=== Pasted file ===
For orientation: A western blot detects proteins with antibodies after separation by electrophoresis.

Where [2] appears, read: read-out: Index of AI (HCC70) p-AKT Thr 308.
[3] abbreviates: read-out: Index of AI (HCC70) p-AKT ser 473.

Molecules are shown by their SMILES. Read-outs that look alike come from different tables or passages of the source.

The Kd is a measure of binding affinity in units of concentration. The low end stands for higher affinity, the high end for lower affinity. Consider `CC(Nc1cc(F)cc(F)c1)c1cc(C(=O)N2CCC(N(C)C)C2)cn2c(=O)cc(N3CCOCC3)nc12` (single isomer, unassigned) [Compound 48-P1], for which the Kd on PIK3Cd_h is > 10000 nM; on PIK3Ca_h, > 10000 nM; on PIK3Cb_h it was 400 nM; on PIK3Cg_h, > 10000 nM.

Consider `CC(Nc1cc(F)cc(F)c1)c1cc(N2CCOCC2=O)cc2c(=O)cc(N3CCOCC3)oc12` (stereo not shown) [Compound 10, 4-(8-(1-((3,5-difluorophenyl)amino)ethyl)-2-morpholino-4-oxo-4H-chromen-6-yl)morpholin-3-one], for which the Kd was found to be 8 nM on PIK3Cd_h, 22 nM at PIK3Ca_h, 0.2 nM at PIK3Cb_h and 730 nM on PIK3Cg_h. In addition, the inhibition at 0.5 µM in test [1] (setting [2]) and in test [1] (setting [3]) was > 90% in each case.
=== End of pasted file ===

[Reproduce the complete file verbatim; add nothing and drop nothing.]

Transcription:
For orientation: A western blot detects proteins with antibodies after separation by electrophoresis.

Where [2] appears, read: read-out: Index of AI (HCC70) p-AKT Thr 308.
[3] abbreviates: read-out: Index of AI (HCC70) p-AKT ser 473.

Molecules are shown by their SMILES. Read-outs that look alike come from different tables or passages of the source.

The Kd is a measure of binding affinity in units of concentration. The low end stands for higher affinity, the high end for lower affinity. Consider `CC(Nc1cc(F)cc(F)c1)c1cc(C(=O)N2CCC(N(C)C)C2)cn2c(=O)cc(N3CCOCC3)nc12` (single isomer, unassigned) [Compound 48-P1], for which the Kd on PIK3Cd_h is > 10000 nM; on PIK3Ca_h, > 10000 nM; on PIK3Cb_h it was 400 nM; on PIK3Cg_h, > 10000 nM.

Consider `CC(Nc1cc(F)cc(F)c1)c1cc(N2CCOCC2=O)cc2c(=O)cc(N3CCOCC3)oc12` (stereo not shown) [Compound 10, 4-(8-(1-((3,5-difluorophenyl)amino)ethyl)-2-morpholino-4-oxo-4H-chromen-6-yl)morpholin-3-one], for which the Kd was found to be 8 nM on PIK3Cd_h, 22 nM at PIK3Ca_h, 0.2 nM at PIK3Cb_h and 730 nM on PIK3Cg_h. In addition, the inhibition at 0.5 µM in test [1] (setting [2]) and in test [1] (setting [3]) was > 90% in each case.